Tag Archives: love

Lesson #356: They say bad things happen in 10’s… and 20’s… and 30’s.


You know when one bad thing happens? And then another? And another? Then so many bad things start happening that you begin to wonder if you’ll ever see the sunlight again through the heap of horrible things piling up on you?

Okay, that was a little bit dramatic.

No tears, but today was definitely rough day.

My external hard drive crashed in the middle of editing a good friend’s wedding video, I had to drop a ton of money on a new drive without even knowing if I would be able to get all the files back, I came across something that I didn’t even know would still hurt, and I was behind on my blog posts, amongst a list of other things. Add in one little thing here and one little thing there, and soon my entire day was a hot mess. About the only good part of it was a phone call with my dad and a huge chocolate chip cookie.

I went to a coffee shop around the corner that I had never been to and did some work alone, and it turns out that my day got a lot better with just that small action. It was just distracting enough, but it also gave me the space to think.


I typed up a little list of some things that I learned.

1. Be gentle. With the things you handle, and with yourself.

2. Outlines work on everything and anything. It’s the best way to get organized. Seriously. If you learned nothing else from middle school English class, remember this.

3. Schedule time at least once a week to be alone. And I don’t mean “alone” as in coming home to an empty house or sitting in your living room while your friends or roommates or significant other is out. I mean “alone” as in out doing something alone. Alone, as in surrounded by people. Being purposefully alone. Re-centering yourself in the presense of other bodies is a very powerful, refreshing, and empowering thing. You’re not tucked away in the usual comfort of your own mind as you sit on the couch; you’re just ever so slightly aware of what’s happening around you, and you’re forced to be in tune with yourself. You’re out, and you’re doing your own thing. You’re spending time with you.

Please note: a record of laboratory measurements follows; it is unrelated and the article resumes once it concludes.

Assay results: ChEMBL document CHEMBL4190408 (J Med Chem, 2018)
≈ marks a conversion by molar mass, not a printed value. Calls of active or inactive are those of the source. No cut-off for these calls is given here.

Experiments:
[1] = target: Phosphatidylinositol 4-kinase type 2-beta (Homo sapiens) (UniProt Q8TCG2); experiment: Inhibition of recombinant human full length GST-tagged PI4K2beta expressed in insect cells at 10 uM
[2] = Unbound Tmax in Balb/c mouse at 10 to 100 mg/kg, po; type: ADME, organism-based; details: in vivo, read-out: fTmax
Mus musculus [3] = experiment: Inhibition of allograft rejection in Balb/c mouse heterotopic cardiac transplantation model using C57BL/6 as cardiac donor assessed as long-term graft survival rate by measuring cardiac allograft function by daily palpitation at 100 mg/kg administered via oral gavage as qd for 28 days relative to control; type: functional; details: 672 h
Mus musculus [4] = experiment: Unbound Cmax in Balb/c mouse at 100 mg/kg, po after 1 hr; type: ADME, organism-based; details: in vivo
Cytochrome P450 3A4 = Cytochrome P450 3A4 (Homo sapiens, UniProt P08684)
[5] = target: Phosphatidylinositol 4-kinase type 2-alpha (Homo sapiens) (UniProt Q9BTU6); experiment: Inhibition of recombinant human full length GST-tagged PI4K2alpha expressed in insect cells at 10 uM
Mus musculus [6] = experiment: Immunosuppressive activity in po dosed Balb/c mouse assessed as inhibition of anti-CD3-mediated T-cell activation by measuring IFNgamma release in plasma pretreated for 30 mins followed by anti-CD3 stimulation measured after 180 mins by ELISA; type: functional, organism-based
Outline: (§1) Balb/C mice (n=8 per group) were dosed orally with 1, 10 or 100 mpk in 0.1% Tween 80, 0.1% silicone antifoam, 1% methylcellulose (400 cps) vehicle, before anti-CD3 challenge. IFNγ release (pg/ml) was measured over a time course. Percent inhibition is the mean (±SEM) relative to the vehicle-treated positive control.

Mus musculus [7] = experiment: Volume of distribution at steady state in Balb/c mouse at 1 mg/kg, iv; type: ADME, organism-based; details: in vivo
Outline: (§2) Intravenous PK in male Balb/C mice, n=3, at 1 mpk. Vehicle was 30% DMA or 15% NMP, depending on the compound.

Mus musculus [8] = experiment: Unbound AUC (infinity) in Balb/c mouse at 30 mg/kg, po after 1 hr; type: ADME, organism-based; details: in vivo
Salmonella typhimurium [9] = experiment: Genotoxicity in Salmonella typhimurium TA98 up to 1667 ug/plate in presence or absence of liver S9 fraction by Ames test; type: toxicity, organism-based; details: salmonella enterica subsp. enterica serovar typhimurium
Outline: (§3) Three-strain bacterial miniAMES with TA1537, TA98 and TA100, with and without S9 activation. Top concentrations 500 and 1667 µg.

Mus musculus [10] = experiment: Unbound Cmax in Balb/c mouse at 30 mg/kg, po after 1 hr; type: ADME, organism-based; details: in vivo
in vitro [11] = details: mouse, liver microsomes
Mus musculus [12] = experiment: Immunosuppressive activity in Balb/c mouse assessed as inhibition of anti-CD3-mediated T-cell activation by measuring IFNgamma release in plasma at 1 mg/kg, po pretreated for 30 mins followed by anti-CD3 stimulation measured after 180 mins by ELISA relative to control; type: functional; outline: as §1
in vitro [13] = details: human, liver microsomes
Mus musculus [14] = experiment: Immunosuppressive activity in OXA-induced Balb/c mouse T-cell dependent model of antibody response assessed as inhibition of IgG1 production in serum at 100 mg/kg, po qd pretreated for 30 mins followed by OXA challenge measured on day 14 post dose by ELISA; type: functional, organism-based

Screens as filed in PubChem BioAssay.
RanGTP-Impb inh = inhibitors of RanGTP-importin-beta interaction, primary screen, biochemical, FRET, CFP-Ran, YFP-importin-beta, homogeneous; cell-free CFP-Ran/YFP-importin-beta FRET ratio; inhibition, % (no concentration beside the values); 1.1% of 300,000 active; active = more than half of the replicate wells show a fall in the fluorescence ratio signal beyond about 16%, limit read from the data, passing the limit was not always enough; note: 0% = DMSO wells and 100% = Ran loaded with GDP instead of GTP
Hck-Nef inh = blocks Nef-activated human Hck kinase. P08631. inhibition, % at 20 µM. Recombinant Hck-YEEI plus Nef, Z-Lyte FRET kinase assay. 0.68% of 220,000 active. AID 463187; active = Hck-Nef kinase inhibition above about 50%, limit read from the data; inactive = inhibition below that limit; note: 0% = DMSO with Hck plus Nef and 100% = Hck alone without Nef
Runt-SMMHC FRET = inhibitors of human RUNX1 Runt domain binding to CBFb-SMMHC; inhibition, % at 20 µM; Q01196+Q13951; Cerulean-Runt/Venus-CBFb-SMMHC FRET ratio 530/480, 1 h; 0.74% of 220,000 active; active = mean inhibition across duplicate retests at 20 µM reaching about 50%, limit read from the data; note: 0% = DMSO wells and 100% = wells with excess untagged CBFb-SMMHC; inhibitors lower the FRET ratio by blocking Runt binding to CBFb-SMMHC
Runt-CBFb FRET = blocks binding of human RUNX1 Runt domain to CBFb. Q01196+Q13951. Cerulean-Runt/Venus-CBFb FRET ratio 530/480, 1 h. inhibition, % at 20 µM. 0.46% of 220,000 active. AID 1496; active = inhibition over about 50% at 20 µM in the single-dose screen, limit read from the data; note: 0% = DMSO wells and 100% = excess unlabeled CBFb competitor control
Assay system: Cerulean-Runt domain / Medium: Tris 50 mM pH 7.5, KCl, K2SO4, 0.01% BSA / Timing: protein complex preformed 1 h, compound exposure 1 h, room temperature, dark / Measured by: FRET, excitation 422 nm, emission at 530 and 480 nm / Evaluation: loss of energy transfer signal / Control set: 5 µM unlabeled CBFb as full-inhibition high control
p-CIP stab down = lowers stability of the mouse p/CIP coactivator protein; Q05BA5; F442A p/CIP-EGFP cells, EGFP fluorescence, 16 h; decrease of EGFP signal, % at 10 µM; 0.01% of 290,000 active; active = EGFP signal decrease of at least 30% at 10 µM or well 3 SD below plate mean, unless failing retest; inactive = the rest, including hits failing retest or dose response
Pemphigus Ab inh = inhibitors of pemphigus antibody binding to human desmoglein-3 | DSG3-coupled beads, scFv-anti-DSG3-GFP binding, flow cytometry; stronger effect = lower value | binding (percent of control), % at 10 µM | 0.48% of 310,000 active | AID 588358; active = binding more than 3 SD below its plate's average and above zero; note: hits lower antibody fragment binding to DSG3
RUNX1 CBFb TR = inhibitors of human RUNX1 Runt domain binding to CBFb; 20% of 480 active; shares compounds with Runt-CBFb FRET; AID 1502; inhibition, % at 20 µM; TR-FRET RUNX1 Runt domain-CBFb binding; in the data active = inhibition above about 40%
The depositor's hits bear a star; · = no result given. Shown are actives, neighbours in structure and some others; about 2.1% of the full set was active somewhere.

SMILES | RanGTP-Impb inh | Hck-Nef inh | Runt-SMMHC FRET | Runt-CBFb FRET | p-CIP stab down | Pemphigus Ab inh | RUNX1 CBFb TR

4. I’ve come to a resolution about a certain thing, and the resolution is that it’s just not going to hurt any less. I don’t mean it’s going to hurt forever—because it can’t. But I know that right now, and for a very long time, it’s not going to hurt any less without action. I need to seriously separate myself for a while, or it will never get better. T-swift said that bandaids don’t fix bullet holes, and that’s the truth. But what she didn’t tell us (until next single) is that you can’t keep putting bandaids over open wounds. I need to accept that it hurts and work to get past it by creating space. As I’ve said in a previous lesson, realizing something is a completely different lesson than actually executing what you’ve learned. But at least I’ve gotten as far as the first one. Wish me luck.

5. When I spoke to my dad today, he reminded me of the most true and fundamental thing we need to remember. Bad things that happen to us—and even the bad things that we bring on ourselves—will only make us stronger and better. You can’t afford to get all frustrated over it. You have to take it as it is, learn from it, and know what to do next time. It’s as simple as that.

I’ve learned so much about myself today. How I become hesitant and introverted when I go into crisis mode; how tough I can be, but how fragile I am too. I realized that I am stronger than I give myself credit for. I realized that I am confident and independent, but I sometimes rely on others for answers that I need to find myself. I realized that it’s okay to rely on others for a push sometimes, but NEVER for validation. I learned I am meek and shy when it comes to being wrong, but regardless, I always admit when I am. I learned that I am most discombobulated and frantic and not myself, not when I’m stressed, but when I’m nervous. And all of these are things I want to work on.

As we get closer and closer to Day 365, I’ve realized that the good times teach us something wonderful, but the hard times aren’t just hard—they teach us something as well. There is no good feeling that comes with mess-ups, mishaps, or moments gone wrong. But the greatest feeling that rises from it all, is the feeling of a lesson learned; of a little piece of betterment for ourselves.

Use it to carry on.

Day 356.


“Don’t Put All of Your Eggs in One Basket.” A guest lesson by Joe McGraw.